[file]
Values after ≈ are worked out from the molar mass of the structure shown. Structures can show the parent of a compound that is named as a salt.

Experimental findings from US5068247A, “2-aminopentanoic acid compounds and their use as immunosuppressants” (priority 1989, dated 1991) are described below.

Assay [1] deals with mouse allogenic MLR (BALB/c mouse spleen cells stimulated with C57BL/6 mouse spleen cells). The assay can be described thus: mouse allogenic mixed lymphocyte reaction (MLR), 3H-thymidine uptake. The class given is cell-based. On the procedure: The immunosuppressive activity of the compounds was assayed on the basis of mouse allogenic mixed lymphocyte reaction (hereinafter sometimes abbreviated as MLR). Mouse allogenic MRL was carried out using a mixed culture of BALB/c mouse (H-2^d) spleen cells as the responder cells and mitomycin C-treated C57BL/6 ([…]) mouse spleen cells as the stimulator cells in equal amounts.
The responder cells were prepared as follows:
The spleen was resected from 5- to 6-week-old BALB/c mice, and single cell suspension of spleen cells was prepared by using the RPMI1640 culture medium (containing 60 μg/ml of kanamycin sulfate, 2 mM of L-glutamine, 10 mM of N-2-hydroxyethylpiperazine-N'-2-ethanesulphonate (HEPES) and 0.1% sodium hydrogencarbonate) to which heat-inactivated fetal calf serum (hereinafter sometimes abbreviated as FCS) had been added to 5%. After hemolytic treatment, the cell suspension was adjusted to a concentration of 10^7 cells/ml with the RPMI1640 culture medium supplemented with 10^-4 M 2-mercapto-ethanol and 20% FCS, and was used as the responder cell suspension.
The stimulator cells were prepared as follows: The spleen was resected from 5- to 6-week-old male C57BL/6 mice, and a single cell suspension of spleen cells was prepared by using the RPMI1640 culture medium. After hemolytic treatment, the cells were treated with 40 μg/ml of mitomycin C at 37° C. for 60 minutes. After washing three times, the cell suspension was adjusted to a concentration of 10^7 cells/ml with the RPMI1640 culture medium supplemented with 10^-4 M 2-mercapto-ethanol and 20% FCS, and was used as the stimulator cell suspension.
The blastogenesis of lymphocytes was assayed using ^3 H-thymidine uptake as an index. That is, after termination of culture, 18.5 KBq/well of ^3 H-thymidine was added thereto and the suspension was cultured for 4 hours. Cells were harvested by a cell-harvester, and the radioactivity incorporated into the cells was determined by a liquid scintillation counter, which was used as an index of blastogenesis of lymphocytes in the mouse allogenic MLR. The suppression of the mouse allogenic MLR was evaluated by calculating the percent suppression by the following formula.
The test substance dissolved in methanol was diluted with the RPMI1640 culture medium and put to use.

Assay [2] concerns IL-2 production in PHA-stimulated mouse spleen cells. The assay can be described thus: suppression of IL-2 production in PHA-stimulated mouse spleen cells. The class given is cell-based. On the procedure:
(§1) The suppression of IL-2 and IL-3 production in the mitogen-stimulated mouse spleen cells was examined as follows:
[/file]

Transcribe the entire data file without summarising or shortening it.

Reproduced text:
Values after ≈ are worked out from the molar mass of the structure shown. Structures can show the parent of a compound that is named as a salt.

Experimental findings from US5068247A, “2-aminopentanoic acid compounds and their use as immunosuppressants” (priority 1989, dated 1991) are described below.

Assay [1] deals with mouse allogenic MLR (BALB/c mouse spleen cells stimulated with C57BL/6 mouse spleen cells). The assay can be described thus: mouse allogenic mixed lymphocyte reaction (MLR), 3H-thymidine uptake. The class given is cell-based. On the procedure: The immunosuppressive activity of the compounds was assayed on the basis of mouse allogenic mixed lymphocyte reaction (hereinafter sometimes abbreviated as MLR). Mouse allogenic MRL was carried out using a mixed culture of BALB/c mouse (H-2^d) spleen cells as the responder cells and mitomycin C-treated C57BL/6 ([…]) mouse spleen cells as the stimulator cells in equal amounts.
The responder cells were prepared as follows:
The spleen was resected from 5- to 6-week-old BALB/c mice, and single cell suspension of spleen cells was prepared by using the RPMI1640 culture medium (containing 60 μg/ml of kanamycin sulfate, 2 mM of L-glutamine, 10 mM of N-2-hydroxyethylpiperazine-N'-2-ethanesulphonate (HEPES) and 0.1% sodium hydrogencarbonate) to which heat-inactivated fetal calf serum (hereinafter sometimes abbreviated as FCS) had been added to 5%. After hemolytic treatment, the cell suspension was adjusted to a concentration of 10^7 cells/ml with the RPMI1640 culture medium supplemented with 10^-4 M 2-mercapto-ethanol and 20% FCS, and was used as the responder cell suspension.
The stimulator cells were prepared as follows: The spleen was resected from 5- to 6-week-old male C57BL/6 mice, and a single cell suspension of spleen cells was prepared by using the RPMI1640 culture medium. After hemolytic treatment, the cells were treated with 40 μg/ml of mitomycin C at 37° C. for 60 minutes. After washing three times, the cell suspension was adjusted to a concentration of 10^7 cells/ml with the RPMI1640 culture medium supplemented with 10^-4 M 2-mercapto-ethanol and 20% FCS, and was used as the stimulator cell suspension.
The blastogenesis of lymphocytes was assayed using ^3 H-thymidine uptake as an index. That is, after termination of culture, 18.5 KBq/well of ^3 H-thymidine was added thereto and the suspension was cultured for 4 hours. Cells were harvested by a cell-harvester, and the radioactivity incorporated into the cells was determined by a liquid scintillation counter, which was used as an index of blastogenesis of lymphocytes in the mouse allogenic MLR. The suppression of the mouse allogenic MLR was evaluated by calculating the percent suppression by the following formula.
The test substance dissolved in methanol was diluted with the RPMI1640 culture medium and put to use.

Assay [2] concerns IL-2 production in PHA-stimulated mouse spleen cells. The assay can be described thus: suppression of IL-2 production in PHA-stimulated mouse spleen cells. The class given is cell-based. On the procedure:
(§1) The suppression of IL-2 and IL-3 production in the mitogen-stimulated mouse spleen cells was examined as follows: